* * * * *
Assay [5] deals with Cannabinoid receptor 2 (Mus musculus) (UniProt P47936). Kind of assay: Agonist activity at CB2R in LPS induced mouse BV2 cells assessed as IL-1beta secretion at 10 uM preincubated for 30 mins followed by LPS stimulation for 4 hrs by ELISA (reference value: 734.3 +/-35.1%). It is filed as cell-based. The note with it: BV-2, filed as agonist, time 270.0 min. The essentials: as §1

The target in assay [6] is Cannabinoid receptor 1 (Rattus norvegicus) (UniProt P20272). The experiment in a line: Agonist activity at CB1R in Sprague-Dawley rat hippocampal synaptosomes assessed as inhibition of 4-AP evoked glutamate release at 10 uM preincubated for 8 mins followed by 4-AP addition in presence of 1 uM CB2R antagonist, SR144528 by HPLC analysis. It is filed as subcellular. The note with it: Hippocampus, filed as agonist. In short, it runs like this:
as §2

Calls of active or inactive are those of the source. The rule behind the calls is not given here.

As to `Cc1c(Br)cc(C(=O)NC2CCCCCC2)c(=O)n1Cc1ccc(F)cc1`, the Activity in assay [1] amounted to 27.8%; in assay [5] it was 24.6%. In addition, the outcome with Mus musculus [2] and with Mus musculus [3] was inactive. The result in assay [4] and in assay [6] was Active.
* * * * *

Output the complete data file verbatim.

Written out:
Assay [5] deals with Cannabinoid receptor 2 (Mus musculus) (UniProt P47936). Kind of assay: Agonist activity at CB2R in LPS induced mouse BV2 cells assessed as IL-1beta secretion at 10 uM preincubated for 30 mins followed by LPS stimulation for 4 hrs by ELISA (reference value: 734.3 +/-35.1%). It is filed as cell-based. The note with it: BV-2, filed as agonist, time 270.0 min. The essentials: as §1

The target in assay [6] is Cannabinoid receptor 1 (Rattus norvegicus) (UniProt P20272). The experiment in a line: Agonist activity at CB1R in Sprague-Dawley rat hippocampal synaptosomes assessed as inhibition of 4-AP evoked glutamate release at 10 uM preincubated for 8 mins followed by 4-AP addition in presence of 1 uM CB2R antagonist, SR144528 by HPLC analysis. It is filed as subcellular. The note with it: Hippocampus, filed as agonist. In short, it runs like this:
as §2

Calls of active or inactive are those of the source. The rule behind the calls is not given here.

As to `Cc1c(Br)cc(C(=O)NC2CCCCCC2)c(=O)n1Cc1ccc(F)cc1`, the Activity in assay [1] amounted to 27.8%; in assay [5] it was 24.6%. In addition, the outcome with Mus musculus [2] and with Mus musculus [3] was inactive. The result in assay [4] and in assay [6] was Active.